|Schol winner doc says he did not breach contract |
JADA LOUTOO Tuesday, January 10 2017
THE national scholarship winner, who was ordered to repay over $3 million to the Government after he failed to return to TT after completing his studies in medicine, got another chance to defend himself insisting that he fulfilled his contractual agreement under the National Scholarship Programme.
Dr Ryan Wellington, in March of last year, was ordered by Justice Nadia Kangaloo to repay over $3 million to the government when he failed to attend the start of the civil trial brought against him by the Office of the Attorney General.
Kangaloo declined to grant an adjournment to Wellington’s lawyer and entered judgment against him.
He appealed and his case was sent back to the judge for determination.
Wellington’s lawyer, Ravi Heffes Doon, submitted that there was no requirement in the contract for the scholarship winner to report to the Ministry of Public Administration in person.
“An ordinary reasonable person would have made a phone call,” Heffes Doon said. His client in testimony said he did so on two occasions after he completed his studies in Ireland.
Heffes Doon said there could only have been a breach of the contract if Wellington refused an offer of employment from the ministry, which he did not as he was never offered a position.
Wellington, who currently lives in Australia, in his testimony before Kangaloo at the Hall of Justice in Port-of-Spain, claimed that after writing his final exams at the Royal College of Surgeons in Ireland in May 2009, he wrote the Ministry of Public Administration, which managed the Government scholarship programme at the time.
He said that he received no response and after several months he decided to contact the ministry via telephone. Wellington said he was told that he could not be offered a job as he had not immediately returned to T&T upon the completion of his degree.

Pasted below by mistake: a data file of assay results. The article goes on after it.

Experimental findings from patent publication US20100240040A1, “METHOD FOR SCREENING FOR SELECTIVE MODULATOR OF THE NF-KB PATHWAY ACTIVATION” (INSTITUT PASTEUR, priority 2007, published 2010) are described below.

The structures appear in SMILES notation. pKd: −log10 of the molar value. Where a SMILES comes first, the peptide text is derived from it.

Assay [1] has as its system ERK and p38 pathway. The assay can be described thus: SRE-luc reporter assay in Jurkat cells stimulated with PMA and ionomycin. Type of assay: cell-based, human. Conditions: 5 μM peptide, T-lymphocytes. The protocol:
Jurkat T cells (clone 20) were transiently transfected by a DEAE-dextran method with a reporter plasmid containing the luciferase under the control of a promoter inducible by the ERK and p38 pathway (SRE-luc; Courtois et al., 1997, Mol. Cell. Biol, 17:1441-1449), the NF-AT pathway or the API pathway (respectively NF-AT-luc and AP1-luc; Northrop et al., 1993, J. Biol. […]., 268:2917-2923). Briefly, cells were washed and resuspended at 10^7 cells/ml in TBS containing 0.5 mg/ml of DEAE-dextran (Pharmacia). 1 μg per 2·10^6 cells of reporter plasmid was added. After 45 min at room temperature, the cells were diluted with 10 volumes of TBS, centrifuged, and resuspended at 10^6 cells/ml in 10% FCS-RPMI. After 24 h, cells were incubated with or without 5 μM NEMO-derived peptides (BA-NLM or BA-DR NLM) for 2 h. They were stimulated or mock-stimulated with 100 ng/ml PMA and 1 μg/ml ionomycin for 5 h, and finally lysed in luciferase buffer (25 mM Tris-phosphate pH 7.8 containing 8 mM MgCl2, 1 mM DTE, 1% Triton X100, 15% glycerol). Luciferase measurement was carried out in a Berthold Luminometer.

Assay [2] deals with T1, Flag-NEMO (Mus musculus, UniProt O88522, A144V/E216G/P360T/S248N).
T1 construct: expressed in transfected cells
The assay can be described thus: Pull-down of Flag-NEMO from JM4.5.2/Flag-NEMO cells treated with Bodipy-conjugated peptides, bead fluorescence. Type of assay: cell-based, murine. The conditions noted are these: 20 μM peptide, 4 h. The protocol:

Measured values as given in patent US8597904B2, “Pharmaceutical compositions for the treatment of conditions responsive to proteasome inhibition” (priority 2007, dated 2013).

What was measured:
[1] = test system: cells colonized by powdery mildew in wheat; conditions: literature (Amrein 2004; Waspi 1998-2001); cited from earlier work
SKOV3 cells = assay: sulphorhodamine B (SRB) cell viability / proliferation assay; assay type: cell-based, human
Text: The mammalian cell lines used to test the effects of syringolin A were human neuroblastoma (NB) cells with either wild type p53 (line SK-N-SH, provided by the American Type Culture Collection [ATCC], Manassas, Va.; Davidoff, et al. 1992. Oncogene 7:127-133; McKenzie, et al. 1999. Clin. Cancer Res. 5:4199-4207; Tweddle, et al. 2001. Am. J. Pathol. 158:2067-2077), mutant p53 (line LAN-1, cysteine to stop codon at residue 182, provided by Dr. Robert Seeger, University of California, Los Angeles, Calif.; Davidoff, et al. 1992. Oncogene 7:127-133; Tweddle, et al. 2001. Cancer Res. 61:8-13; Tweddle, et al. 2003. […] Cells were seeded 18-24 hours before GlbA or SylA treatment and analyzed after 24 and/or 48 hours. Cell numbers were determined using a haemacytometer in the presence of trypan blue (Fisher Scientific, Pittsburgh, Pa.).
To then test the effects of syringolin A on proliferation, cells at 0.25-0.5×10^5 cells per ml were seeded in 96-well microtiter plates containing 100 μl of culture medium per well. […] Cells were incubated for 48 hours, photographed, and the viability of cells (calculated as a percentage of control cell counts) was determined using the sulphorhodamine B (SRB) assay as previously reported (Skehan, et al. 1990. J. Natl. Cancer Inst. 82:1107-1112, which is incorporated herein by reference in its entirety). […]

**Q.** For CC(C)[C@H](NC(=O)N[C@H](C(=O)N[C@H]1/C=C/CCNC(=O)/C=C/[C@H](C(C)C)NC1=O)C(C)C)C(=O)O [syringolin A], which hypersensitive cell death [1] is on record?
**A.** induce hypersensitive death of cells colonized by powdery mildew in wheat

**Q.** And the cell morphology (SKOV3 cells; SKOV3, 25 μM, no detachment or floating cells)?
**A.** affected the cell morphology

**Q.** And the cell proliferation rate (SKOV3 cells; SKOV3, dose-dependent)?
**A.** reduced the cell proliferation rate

He said he doubted he had to return in person for immediate placement in the Ministry of Health. “I did have reason to doubt that,” Wellington responded. “If I had no intention of coming back, I would not have made the phone call and be now incurring $3 million worth of debt,” he said in response to questions put to him by the ministry’s attorney, Lesley Ann Lucky Samaroo.
Parties are to file submissions and will return for oral submissions on March 10.
The Education Ministry, which filed the action against the scholarship winner, alleged that Wellington signed an agreement after being awarded an open scholarship in 2003 to obtain a Bachelor of Medicine, Bachelor of Surgery (MBBS) at the Royal College of Surgeons, Dublin, Ireland.
For the five years of his studies, the Government paid Wellington’s tuition fees and he was given textbook and personal maintenance allowances. Under the agreement, Wellington, as is the case with other scholars, was required to repay the Government if he failed to work in TT for the period of their foreign studies.
Kangaloo had ordered that Wellington repay the $1,734,994.30 expended by the Government on his studies in addition to $1,328,764.64 in interest calculated at the rate of 7.75 percent from the date of his graduation.
The judge had also ordered him to pay legal costs incurred by the State in the sum of $194,227.98.
The State was also represented by attorneys Nadine Nabbie and Kendra Mark, while attorney Kyle Rudder also appeared for Wellington.